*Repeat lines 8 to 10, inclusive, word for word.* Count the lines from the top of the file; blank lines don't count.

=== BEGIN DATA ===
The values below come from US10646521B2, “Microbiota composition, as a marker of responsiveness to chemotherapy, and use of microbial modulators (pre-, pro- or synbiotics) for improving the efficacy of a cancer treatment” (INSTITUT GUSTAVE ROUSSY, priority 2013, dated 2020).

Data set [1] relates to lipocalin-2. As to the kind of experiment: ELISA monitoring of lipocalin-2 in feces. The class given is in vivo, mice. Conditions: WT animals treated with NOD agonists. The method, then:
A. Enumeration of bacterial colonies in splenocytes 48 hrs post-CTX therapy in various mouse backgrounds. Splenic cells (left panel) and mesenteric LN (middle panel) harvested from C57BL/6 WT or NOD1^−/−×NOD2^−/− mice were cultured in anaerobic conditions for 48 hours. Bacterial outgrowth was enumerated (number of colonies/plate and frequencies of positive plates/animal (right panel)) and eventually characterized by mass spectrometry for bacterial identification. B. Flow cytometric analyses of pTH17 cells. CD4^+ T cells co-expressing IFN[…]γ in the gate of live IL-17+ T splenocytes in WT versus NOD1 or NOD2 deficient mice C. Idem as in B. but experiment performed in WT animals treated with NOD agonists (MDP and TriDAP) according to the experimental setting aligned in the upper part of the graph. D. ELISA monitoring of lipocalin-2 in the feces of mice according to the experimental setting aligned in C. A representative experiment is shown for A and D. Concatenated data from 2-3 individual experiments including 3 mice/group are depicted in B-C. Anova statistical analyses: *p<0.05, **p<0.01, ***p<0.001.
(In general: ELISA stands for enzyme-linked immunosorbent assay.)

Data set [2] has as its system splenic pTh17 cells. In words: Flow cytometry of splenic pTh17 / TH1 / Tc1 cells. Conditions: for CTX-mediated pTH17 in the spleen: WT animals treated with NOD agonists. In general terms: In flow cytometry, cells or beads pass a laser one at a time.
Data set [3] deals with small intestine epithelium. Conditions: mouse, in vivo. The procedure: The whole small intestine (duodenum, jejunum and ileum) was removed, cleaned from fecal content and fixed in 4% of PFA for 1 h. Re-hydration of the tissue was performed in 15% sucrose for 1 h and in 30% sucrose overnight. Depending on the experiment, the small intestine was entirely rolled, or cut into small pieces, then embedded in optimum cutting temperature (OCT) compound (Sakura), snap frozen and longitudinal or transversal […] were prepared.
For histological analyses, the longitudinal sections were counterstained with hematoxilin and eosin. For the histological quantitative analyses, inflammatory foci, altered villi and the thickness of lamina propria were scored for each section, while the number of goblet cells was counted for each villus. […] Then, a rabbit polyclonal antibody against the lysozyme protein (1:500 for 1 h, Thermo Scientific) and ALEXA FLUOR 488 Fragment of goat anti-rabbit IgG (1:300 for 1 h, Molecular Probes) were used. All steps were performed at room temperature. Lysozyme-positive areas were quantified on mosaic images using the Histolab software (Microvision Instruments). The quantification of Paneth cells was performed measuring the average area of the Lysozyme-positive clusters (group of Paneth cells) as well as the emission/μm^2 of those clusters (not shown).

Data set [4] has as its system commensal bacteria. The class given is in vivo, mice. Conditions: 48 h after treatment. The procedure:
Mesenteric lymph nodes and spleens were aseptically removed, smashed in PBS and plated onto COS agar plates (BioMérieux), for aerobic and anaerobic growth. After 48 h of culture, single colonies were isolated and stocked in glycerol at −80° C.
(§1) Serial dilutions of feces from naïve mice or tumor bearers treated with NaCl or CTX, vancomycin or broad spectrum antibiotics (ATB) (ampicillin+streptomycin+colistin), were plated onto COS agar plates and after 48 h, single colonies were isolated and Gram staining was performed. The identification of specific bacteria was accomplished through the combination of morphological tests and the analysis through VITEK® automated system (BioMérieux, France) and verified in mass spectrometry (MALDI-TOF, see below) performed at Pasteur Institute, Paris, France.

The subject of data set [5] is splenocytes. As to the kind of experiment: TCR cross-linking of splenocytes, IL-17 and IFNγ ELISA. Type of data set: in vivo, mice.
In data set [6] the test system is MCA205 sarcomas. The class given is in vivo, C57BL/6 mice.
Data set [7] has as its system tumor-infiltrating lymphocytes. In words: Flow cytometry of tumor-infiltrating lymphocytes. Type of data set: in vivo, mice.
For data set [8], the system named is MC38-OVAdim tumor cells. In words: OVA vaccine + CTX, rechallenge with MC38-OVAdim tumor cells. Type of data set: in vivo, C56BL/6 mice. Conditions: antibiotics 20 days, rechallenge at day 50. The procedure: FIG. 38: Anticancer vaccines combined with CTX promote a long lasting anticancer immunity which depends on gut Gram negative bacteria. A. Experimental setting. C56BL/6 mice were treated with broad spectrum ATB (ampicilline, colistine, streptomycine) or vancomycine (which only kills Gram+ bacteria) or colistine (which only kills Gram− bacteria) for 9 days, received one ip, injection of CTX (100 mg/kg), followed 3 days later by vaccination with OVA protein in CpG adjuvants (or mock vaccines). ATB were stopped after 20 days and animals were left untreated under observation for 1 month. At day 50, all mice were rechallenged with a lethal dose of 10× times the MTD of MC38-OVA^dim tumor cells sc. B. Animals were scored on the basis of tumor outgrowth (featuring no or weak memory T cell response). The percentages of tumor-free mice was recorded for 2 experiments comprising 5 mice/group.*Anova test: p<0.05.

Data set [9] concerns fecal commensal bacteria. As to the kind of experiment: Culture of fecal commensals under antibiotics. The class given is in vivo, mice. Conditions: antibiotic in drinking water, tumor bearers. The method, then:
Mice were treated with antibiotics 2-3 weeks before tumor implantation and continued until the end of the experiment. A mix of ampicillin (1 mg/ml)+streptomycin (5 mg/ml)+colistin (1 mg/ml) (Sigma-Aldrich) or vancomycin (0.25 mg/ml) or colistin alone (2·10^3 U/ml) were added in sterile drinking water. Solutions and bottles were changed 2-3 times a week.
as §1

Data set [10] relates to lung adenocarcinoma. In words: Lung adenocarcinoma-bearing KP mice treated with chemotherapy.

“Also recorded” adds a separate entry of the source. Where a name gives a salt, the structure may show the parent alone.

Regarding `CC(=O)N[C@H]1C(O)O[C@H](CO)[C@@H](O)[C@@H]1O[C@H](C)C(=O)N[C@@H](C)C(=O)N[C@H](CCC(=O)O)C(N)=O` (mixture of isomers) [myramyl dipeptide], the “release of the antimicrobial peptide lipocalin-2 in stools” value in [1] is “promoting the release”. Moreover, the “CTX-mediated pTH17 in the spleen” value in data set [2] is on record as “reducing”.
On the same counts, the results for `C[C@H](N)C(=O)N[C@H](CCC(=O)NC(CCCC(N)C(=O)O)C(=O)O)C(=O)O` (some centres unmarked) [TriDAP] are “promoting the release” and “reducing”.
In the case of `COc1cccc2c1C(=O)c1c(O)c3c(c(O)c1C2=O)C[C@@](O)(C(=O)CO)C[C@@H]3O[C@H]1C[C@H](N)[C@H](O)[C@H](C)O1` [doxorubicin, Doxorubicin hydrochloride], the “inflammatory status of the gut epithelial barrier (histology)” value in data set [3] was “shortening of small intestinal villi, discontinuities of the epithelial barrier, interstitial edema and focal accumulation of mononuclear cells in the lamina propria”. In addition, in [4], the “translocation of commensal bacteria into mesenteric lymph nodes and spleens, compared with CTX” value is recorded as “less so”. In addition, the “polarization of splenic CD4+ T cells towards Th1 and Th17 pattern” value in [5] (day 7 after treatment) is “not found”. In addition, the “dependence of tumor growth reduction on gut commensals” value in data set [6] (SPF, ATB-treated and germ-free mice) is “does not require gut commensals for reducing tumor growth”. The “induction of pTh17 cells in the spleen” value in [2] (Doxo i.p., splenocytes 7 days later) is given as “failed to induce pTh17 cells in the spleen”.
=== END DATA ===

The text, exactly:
Data set [4] has as its system commensal bacteria. The class given is in vivo, mice. Conditions: 48 h after treatment. The procedure:
Mesenteric lymph nodes and spleens were aseptically removed, smashed in PBS and plated onto COS agar plates (BioMérieux), for aerobic and anaerobic growth. After 48 h of culture, single colonies were isolated and stocked in glycerol at −80° C.
(§1) Serial dilutions of feces from naïve mice or tumor bearers treated with NaCl or CTX, vancomycin or broad spectrum antibiotics (ATB) (ampicillin+streptomycin+colistin), were plated onto COS agar plates and after 48 h, single colonies were isolated and Gram staining was performed. The identification of specific bacteria was accomplished through the combination of morphological tests and the analysis through VITEK® automated system (BioMérieux, France) and verified in mass spectrometry (MALDI-TOF, see below) performed at Pasteur Institute, Paris, France.